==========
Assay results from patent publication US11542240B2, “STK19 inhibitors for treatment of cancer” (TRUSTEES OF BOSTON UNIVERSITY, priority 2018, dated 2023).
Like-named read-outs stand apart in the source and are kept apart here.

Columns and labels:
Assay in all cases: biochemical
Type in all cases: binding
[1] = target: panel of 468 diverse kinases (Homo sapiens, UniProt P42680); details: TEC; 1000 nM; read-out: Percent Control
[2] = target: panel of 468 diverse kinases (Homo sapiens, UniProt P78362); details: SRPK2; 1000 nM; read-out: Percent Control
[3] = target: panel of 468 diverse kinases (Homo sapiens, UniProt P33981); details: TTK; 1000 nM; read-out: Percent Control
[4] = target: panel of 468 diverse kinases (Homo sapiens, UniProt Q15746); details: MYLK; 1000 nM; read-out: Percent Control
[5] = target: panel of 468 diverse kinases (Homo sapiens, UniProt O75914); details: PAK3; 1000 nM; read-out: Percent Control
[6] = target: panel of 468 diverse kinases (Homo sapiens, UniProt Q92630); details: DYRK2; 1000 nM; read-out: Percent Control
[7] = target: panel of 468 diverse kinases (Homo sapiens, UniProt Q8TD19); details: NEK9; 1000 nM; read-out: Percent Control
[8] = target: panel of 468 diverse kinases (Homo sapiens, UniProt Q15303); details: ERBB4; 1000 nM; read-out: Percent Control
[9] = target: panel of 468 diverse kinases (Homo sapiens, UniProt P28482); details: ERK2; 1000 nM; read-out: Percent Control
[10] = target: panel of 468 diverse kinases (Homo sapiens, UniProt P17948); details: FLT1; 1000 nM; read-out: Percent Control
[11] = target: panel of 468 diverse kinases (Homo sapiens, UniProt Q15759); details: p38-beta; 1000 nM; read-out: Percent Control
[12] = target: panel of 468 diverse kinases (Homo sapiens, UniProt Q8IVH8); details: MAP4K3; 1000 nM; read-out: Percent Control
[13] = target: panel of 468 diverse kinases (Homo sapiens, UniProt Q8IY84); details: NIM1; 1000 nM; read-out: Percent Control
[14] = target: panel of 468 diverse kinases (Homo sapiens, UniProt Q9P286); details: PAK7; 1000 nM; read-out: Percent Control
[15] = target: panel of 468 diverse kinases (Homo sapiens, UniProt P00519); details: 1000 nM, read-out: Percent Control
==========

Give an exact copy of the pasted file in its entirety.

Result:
Assay results from patent publication US11542240B2, “STK19 inhibitors for treatment of cancer” (TRUSTEES OF BOSTON UNIVERSITY, priority 2018, dated 2023).
Like-named read-outs stand apart in the source and are kept apart here.

Columns and labels:
Assay in all cases: biochemical
Type in all cases: binding
[1] = target: panel of 468 diverse kinases (Homo sapiens, UniProt P42680); details: TEC; 1000 nM; read-out: Percent Control
[2] = target: panel of 468 diverse kinases (Homo sapiens, UniProt P78362); details: SRPK2; 1000 nM; read-out: Percent Control
[3] = target: panel of 468 diverse kinases (Homo sapiens, UniProt P33981); details: TTK; 1000 nM; read-out: Percent Control
[4] = target: panel of 468 diverse kinases (Homo sapiens, UniProt Q15746); details: MYLK; 1000 nM; read-out: Percent Control
[5] = target: panel of 468 diverse kinases (Homo sapiens, UniProt O75914); details: PAK3; 1000 nM; read-out: Percent Control
[6] = target: panel of 468 diverse kinases (Homo sapiens, UniProt Q92630); details: DYRK2; 1000 nM; read-out: Percent Control
[7] = target: panel of 468 diverse kinases (Homo sapiens, UniProt Q8TD19); details: NEK9; 1000 nM; read-out: Percent Control
[8] = target: panel of 468 diverse kinases (Homo sapiens, UniProt Q15303); details: ERBB4; 1000 nM; read-out: Percent Control
[9] = target: panel of 468 diverse kinases (Homo sapiens, UniProt P28482); details: ERK2; 1000 nM; read-out: Percent Control
[10] = target: panel of 468 diverse kinases (Homo sapiens, UniProt P17948); details: FLT1; 1000 nM; read-out: Percent Control
[11] = target: panel of 468 diverse kinases (Homo sapiens, UniProt Q15759); details: p38-beta; 1000 nM; read-out: Percent Control
[12] = target: panel of 468 diverse kinases (Homo sapiens, UniProt Q8IVH8); details: MAP4K3; 1000 nM; read-out: Percent Control
[13] = target: panel of 468 diverse kinases (Homo sapiens, UniProt Q8IY84); details: NIM1; 1000 nM; read-out: Percent Control
[14] = target: panel of 468 diverse kinases (Homo sapiens, UniProt Q9P286); details: PAK7; 1000 nM; read-out: Percent Control
[15] = target: panel of 468 diverse kinases (Homo sapiens, UniProt P00519); details: 1000 nM, read-out: Percent Control